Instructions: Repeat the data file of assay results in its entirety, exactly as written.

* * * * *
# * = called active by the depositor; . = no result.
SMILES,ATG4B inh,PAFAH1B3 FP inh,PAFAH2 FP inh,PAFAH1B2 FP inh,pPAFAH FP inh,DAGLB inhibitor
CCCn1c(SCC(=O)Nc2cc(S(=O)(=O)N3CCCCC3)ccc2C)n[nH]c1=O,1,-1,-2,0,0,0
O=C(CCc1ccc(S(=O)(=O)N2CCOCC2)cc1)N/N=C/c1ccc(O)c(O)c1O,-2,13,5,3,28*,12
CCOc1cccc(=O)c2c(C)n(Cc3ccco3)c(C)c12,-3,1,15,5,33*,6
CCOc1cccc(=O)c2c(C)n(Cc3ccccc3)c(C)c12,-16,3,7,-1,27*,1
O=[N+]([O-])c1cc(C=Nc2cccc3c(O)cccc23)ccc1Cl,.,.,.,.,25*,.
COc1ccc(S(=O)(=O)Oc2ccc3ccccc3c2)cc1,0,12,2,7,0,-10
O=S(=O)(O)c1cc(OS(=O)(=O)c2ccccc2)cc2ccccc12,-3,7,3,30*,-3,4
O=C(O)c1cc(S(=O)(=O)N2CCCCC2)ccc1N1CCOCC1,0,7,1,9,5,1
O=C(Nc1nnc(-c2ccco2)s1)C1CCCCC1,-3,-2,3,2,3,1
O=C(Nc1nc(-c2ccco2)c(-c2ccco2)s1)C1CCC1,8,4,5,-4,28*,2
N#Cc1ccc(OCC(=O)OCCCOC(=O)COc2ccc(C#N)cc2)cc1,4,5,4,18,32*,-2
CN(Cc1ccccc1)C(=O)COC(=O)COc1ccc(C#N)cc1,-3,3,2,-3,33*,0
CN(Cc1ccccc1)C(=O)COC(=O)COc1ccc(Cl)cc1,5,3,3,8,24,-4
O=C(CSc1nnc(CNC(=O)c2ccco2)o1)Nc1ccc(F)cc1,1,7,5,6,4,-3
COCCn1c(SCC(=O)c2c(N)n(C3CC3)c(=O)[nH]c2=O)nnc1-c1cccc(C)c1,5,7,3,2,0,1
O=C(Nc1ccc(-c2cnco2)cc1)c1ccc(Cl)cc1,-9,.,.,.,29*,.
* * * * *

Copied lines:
# * = called active by the depositor; . = no result.
SMILES,ATG4B inh,PAFAH1B3 FP inh,PAFAH2 FP inh,PAFAH1B2 FP inh,pPAFAH FP inh,DAGLB inhibitor
CCCn1c(SCC(=O)Nc2cc(S(=O)(=O)N3CCCCC3)ccc2C)n[nH]c1=O,1,-1,-2,0,0,0
O=C(CCc1ccc(S(=O)(=O)N2CCOCC2)cc1)N/N=C/c1ccc(O)c(O)c1O,-2,13,5,3,28*,12
CCOc1cccc(=O)c2c(C)n(Cc3ccco3)c(C)c12,-3,1,15,5,33*,6
CCOc1cccc(=O)c2c(C)n(Cc3ccccc3)c(C)c12,-16,3,7,-1,27*,1
O=[N+]([O-])c1cc(C=Nc2cccc3c(O)cccc23)ccc1Cl,.,.,.,.,25*,.
COc1ccc(S(=O)(=O)Oc2ccc3ccccc3c2)cc1,0,12,2,7,0,-10
O=S(=O)(O)c1cc(OS(=O)(=O)c2ccccc2)cc2ccccc12,-3,7,3,30*,-3,4
O=C(O)c1cc(S(=O)(=O)N2CCCCC2)ccc1N1CCOCC1,0,7,1,9,5,1
O=C(Nc1nnc(-c2ccco2)s1)C1CCCCC1,-3,-2,3,2,3,1
O=C(Nc1nc(-c2ccco2)c(-c2ccco2)s1)C1CCC1,8,4,5,-4,28*,2
N#Cc1ccc(OCC(=O)OCCCOC(=O)COc2ccc(C#N)cc2)cc1,4,5,4,18,32*,-2
CN(Cc1ccccc1)C(=O)COC(=O)COc1ccc(C#N)cc1,-3,3,2,-3,33*,0
CN(Cc1ccccc1)C(=O)COC(=O)COc1ccc(Cl)cc1,5,3,3,8,24,-4
O=C(CSc1nnc(CNC(=O)c2ccco2)o1)Nc1ccc(F)cc1,1,7,5,6,4,-3
COCCn1c(SCC(=O)c2c(N)n(C3CC3)c(=O)[nH]c2=O)nnc1-c1cccc(C)c1,5,7,3,2,0,1
O=C(Nc1ccc(-c2cnco2)cc1)c1ccc(Cl)cc1,-9,.,.,.,29*,.